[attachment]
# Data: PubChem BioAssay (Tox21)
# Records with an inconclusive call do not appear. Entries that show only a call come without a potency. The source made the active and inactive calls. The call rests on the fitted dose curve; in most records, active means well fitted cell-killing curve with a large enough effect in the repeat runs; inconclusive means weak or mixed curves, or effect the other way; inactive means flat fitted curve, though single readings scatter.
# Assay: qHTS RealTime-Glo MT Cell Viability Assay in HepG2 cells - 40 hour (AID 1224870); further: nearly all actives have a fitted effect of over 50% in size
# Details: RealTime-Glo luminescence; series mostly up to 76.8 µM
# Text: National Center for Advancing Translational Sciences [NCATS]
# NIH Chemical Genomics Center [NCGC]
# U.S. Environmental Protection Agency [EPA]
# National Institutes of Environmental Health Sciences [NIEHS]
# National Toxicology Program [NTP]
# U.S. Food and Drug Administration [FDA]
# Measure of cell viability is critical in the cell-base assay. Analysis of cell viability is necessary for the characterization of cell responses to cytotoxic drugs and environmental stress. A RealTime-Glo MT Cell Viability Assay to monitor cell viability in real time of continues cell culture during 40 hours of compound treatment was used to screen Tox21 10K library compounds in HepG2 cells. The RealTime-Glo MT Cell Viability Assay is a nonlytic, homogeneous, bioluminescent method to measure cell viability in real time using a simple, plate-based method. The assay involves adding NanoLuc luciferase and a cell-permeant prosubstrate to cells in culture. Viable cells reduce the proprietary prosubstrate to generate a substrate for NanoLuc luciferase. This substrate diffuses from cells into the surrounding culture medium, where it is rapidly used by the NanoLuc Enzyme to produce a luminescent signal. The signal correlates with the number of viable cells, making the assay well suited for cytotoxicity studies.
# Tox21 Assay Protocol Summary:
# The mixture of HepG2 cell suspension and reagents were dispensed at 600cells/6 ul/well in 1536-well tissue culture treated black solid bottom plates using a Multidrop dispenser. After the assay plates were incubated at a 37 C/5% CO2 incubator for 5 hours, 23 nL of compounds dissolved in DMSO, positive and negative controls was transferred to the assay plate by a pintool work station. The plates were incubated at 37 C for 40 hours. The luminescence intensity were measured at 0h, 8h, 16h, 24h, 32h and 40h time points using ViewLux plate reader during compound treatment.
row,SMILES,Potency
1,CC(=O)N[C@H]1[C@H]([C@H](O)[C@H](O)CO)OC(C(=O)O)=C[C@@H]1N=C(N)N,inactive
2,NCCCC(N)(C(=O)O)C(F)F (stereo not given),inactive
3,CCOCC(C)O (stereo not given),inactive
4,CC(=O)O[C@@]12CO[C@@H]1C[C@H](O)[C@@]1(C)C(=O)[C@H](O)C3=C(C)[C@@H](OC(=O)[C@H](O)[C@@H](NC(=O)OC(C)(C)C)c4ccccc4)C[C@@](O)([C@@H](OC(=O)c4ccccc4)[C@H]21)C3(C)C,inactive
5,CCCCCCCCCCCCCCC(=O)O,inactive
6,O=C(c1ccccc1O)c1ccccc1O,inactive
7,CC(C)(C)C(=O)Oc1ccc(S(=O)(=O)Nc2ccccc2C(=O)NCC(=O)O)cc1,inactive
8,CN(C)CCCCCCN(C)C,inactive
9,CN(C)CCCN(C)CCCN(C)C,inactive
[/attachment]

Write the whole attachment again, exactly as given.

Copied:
# Data: PubChem BioAssay (Tox21)
# Records with an inconclusive call do not appear. Entries that show only a call come without a potency. The source made the active and inactive calls. The call rests on the fitted dose curve; in most records, active means well fitted cell-killing curve with a large enough effect in the repeat runs; inconclusive means weak or mixed curves, or effect the other way; inactive means flat fitted curve, though single readings scatter.
# Assay: qHTS RealTime-Glo MT Cell Viability Assay in HepG2 cells - 40 hour (AID 1224870); further: nearly all actives have a fitted effect of over 50% in size
# Details: RealTime-Glo luminescence; series mostly up to 76.8 µM
# Text: National Center for Advancing Translational Sciences [NCATS]
# NIH Chemical Genomics Center [NCGC]
# U.S. Environmental Protection Agency [EPA]
# National Institutes of Environmental Health Sciences [NIEHS]
# National Toxicology Program [NTP]
# U.S. Food and Drug Administration [FDA]
# Measure of cell viability is critical in the cell-base assay. Analysis of cell viability is necessary for the characterization of cell responses to cytotoxic drugs and environmental stress. A RealTime-Glo MT Cell Viability Assay to monitor cell viability in real time of continues cell culture during 40 hours of compound treatment was used to screen Tox21 10K library compounds in HepG2 cells. The RealTime-Glo MT Cell Viability Assay is a nonlytic, homogeneous, bioluminescent method to measure cell viability in real time using a simple, plate-based method. The assay involves adding NanoLuc luciferase and a cell-permeant prosubstrate to cells in culture. Viable cells reduce the proprietary prosubstrate to generate a substrate for NanoLuc luciferase. This substrate diffuses from cells into the surrounding culture medium, where it is rapidly used by the NanoLuc Enzyme to produce a luminescent signal. The signal correlates with the number of viable cells, making the assay well suited for cytotoxicity studies.
# Tox21 Assay Protocol Summary:
# The mixture of HepG2 cell suspension and reagents were dispensed at 600cells/6 ul/well in 1536-well tissue culture treated black solid bottom plates using a Multidrop dispenser. After the assay plates were incubated at a 37 C/5% CO2 incubator for 5 hours, 23 nL of compounds dissolved in DMSO, positive and negative controls was transferred to the assay plate by a pintool work station. The plates were incubated at 37 C for 40 hours. The luminescence intensity were measured at 0h, 8h, 16h, 24h, 32h and 40h time points using ViewLux plate reader during compound treatment.
row,SMILES,Potency
1,CC(=O)N[C@H]1[C@H]([C@H](O)[C@H](O)CO)OC(C(=O)O)=C[C@@H]1N=C(N)N,inactive
2,NCCCC(N)(C(=O)O)C(F)F (stereo not given),inactive
3,CCOCC(C)O (stereo not given),inactive
4,CC(=O)O[C@@]12CO[C@@H]1C[C@H](O)[C@@]1(C)C(=O)[C@H](O)C3=C(C)[C@@H](OC(=O)[C@H](O)[C@@H](NC(=O)OC(C)(C)C)c4ccccc4)C[C@@](O)([C@@H](OC(=O)c4ccccc4)[C@H]21)C3(C)C,inactive
5,CCCCCCCCCCCCCCC(=O)O,inactive
6,O=C(c1ccccc1O)c1ccccc1O,inactive
7,CC(C)(C)C(=O)Oc1ccc(S(=O)(=O)Nc2ccccc2C(=O)NCC(=O)O)cc1,inactive
8,CN(C)CCCCCCN(C)C,inactive
9,CN(C)CCCN(C)CCCN(C)C,inactive